“Everything will be fine, I know. Happy New Year.”
And with that the doctor left the room, leaving behind two shell shocked adults and one perfect little boy, recovered from his shots and happily playing with the grime covered toys provided by the office. It only took us five minutes to get cranky with each other, arguing over Otto’s shoe laces while walking to the car. I knew we were both tense but this was a real kick in the balls, a feeling I can’t imagine but can equate with a titty twister I once received in 5th grade. By the time we reached the first stop light, the conversation, as well as our voices seemed a bit more shaky. Finally, when we pulled in front of the house, we had already “misunderstood” each other twice and were quietly seething and confused.
Dave drove off to the bank while I went inside and fixed Otto his lunch. Immediately, our obnoxious, know-it-all cleaning lady, who we only see twice a month, began telling me that Otto was tired and hungry and what he needed, a trait that I once admired and now detested. This was the wrong day to fuck with Momma Bear so I just cut her off as soon as she started, making it clear that I actually knew what the hell I was doing in a polite, sugar coated way. I must have appeared like a robot to her with my canned answers and lifeless eyes. I was so freaked out and overwhelmed that I couldn’t bear to have her lecture me again. Just because she’d given birth to three children and her vagina could teach on a PH.D level and most likely resembled a highway underpass was no reason for her constantly berate my first go at motherhood.
Dave returned and within minutes we just looked at each other and smiled, knowing that we were blowing this way out of proportion. The misunderstanding, though, had been mostly my fault and we both knew it and never said another word. This is my apology Dave and I am truly sorry for being a douche!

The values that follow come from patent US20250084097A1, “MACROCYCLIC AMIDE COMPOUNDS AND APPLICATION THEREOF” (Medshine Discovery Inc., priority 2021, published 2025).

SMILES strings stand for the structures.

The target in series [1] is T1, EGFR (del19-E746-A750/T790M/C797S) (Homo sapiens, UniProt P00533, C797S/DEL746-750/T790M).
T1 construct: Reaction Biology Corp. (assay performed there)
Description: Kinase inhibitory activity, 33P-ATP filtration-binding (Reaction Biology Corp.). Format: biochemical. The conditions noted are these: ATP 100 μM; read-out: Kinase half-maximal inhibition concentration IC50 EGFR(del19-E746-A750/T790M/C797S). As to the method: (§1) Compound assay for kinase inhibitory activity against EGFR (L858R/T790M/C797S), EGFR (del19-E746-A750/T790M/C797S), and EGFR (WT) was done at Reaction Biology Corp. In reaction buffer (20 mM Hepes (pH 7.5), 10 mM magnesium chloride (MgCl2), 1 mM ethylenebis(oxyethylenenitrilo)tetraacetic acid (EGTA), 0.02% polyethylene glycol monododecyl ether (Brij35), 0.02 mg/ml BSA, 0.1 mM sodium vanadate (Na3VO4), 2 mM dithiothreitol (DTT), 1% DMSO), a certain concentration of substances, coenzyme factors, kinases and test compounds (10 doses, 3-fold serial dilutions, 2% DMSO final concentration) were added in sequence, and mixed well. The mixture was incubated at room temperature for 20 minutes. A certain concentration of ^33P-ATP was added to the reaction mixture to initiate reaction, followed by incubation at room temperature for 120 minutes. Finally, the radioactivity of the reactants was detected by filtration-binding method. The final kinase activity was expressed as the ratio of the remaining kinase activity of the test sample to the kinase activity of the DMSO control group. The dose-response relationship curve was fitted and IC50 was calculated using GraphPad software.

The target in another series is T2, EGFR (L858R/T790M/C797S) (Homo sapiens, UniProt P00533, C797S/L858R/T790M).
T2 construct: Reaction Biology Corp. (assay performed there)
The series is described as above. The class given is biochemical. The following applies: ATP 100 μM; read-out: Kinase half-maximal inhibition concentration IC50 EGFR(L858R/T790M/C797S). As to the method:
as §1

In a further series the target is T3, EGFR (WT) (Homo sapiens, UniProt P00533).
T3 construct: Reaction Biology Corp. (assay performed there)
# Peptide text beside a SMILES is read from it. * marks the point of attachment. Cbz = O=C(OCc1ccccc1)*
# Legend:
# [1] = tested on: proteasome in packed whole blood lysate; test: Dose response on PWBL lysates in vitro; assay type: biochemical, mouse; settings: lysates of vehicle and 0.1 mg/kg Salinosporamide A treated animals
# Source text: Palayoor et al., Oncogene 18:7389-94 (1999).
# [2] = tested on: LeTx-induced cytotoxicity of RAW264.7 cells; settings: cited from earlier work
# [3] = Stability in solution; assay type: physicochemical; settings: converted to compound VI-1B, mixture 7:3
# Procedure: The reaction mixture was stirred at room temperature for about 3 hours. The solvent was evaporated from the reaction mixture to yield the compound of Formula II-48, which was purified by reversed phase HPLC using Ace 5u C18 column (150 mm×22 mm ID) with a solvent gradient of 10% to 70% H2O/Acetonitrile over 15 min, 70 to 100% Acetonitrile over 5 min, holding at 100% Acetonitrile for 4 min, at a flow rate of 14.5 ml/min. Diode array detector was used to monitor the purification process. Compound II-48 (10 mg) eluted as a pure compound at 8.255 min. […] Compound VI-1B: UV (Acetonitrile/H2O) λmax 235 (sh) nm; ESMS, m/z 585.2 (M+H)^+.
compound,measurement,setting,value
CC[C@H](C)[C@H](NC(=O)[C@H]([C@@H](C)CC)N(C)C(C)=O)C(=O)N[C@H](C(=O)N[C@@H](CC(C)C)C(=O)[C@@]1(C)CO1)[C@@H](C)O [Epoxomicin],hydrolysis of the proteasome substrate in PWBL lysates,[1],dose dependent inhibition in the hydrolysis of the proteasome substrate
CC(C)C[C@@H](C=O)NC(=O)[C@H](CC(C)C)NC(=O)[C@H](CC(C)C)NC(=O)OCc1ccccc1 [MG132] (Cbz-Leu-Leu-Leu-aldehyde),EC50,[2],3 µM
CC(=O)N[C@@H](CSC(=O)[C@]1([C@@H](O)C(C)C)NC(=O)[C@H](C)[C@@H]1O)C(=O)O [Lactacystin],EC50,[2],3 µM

The cleaning lady left after telling us both that Otto should only be given one piece of food at a time and a cold bath before his nap. I wanted to tell her that she should learn how to put the trash bags on the trash can correctly so it doesn’t look like a turtleneck on a tree stump and all the food spills out. That and maybe once, she could empty out the dishwasher and not put the sauce pans in the laundry room and the measuring cups in the silverware drawer.
Otto is now napping, Dave is off at work and I have calmed down and am reassured that everything will be fine. Little does Otto know, though, that home school is in now session and he needs to start using his words if he wants to get anything from his parents and possible get laid later in life. I will do whatever it takes to help my little monkey get his two dozen words by Christmas. I think I’ll start him off with “skinny”, “beautiful”, “young” and “Obama”.